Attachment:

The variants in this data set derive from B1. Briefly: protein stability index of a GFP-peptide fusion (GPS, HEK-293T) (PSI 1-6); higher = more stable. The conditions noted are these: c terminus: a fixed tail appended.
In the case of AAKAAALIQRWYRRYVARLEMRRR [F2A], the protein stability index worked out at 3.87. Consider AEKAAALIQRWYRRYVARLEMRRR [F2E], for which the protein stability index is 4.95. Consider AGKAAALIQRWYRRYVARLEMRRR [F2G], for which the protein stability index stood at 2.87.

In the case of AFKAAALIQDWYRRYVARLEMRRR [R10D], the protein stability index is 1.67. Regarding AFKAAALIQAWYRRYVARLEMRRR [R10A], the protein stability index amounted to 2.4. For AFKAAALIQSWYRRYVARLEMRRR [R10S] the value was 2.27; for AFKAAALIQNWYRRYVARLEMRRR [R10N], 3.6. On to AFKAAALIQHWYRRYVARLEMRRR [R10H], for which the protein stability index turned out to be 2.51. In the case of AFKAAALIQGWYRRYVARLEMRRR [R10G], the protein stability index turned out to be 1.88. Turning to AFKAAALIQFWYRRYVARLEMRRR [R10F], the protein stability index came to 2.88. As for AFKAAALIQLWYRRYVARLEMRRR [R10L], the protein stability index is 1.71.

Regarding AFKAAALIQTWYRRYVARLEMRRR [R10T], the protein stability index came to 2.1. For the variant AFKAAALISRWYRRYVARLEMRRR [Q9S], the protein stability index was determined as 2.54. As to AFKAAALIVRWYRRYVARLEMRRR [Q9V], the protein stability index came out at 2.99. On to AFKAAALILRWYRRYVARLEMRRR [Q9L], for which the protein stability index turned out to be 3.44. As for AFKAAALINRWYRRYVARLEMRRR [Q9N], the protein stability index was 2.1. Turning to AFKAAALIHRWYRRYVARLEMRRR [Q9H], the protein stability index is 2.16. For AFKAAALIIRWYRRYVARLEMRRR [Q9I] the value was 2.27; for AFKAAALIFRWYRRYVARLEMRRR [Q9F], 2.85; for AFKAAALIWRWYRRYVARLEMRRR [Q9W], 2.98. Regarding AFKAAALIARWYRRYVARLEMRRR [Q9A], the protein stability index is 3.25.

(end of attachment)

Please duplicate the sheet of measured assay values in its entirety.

The variants in this data set derive from B1. Briefly: protein stability index of a GFP-peptide fusion (GPS, HEK-293T) (PSI 1-6); higher = more stable. The conditions noted are these: c terminus: a fixed tail appended.
In the case of AAKAAALIQRWYRRYVARLEMRRR [F2A], the protein stability index worked out at 3.87. Consider AEKAAALIQRWYRRYVARLEMRRR [F2E], for which the protein stability index is 4.95. Consider AGKAAALIQRWYRRYVARLEMRRR [F2G], for which the protein stability index stood at 2.87.

In the case of AFKAAALIQDWYRRYVARLEMRRR [R10D], the protein stability index is 1.67. Regarding AFKAAALIQAWYRRYVARLEMRRR [R10A], the protein stability index amounted to 2.4. For AFKAAALIQSWYRRYVARLEMRRR [R10S] the value was 2.27; for AFKAAALIQNWYRRYVARLEMRRR [R10N], 3.6. On to AFKAAALIQHWYRRYVARLEMRRR [R10H], for which the protein stability index turned out to be 2.51. In the case of AFKAAALIQGWYRRYVARLEMRRR [R10G], the protein stability index turned out to be 1.88. Turning to AFKAAALIQFWYRRYVARLEMRRR [R10F], the protein stability index came to 2.88. As for AFKAAALIQLWYRRYVARLEMRRR [R10L], the protein stability index is 1.71.

Regarding AFKAAALIQTWYRRYVARLEMRRR [R10T], the protein stability index came to 2.1. For the variant AFKAAALISRWYRRYVARLEMRRR [Q9S], the protein stability index was determined as 2.54. As to AFKAAALIVRWYRRYVARLEMRRR [Q9V], the protein stability index came out at 2.99. On to AFKAAALILRWYRRYVARLEMRRR [Q9L], for which the protein stability index turned out to be 3.44. As for AFKAAALINRWYRRYVARLEMRRR [Q9N], the protein stability index was 2.1. Turning to AFKAAALIHRWYRRYVARLEMRRR [Q9H], the protein stability index is 2.16. For AFKAAALIIRWYRRYVARLEMRRR [Q9I] the value was 2.27; for AFKAAALIFRWYRRYVARLEMRRR [Q9F], 2.85; for AFKAAALIWRWYRRYVARLEMRRR [Q9W], 2.98. Regarding AFKAAALIARWYRRYVARLEMRRR [Q9A], the protein stability index is 3.25.